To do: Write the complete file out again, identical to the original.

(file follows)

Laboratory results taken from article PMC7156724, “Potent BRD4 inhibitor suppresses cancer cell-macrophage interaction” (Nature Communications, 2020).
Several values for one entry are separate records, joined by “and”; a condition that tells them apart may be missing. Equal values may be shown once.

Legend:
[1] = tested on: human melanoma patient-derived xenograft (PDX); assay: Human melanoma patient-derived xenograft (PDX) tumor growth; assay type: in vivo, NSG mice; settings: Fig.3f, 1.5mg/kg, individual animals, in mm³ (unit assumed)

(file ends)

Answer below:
Laboratory results taken from article PMC7156724, “Potent BRD4 inhibitor suppresses cancer cell-macrophage interaction” (Nature Communications, 2020).
Several values for one entry are separate records, joined by “and”; a condition that tells them apart may be missing. Equal values may be shown once.

Legend:
[1] = tested on: human melanoma patient-derived xenograft (PDX); assay: Human melanoma patient-derived xenograft (PDX) tumor growth; assay type: in vivo, NSG mice; settings: Fig.3f, 1.5mg/kg, individual animals, in mm³ (unit assumed)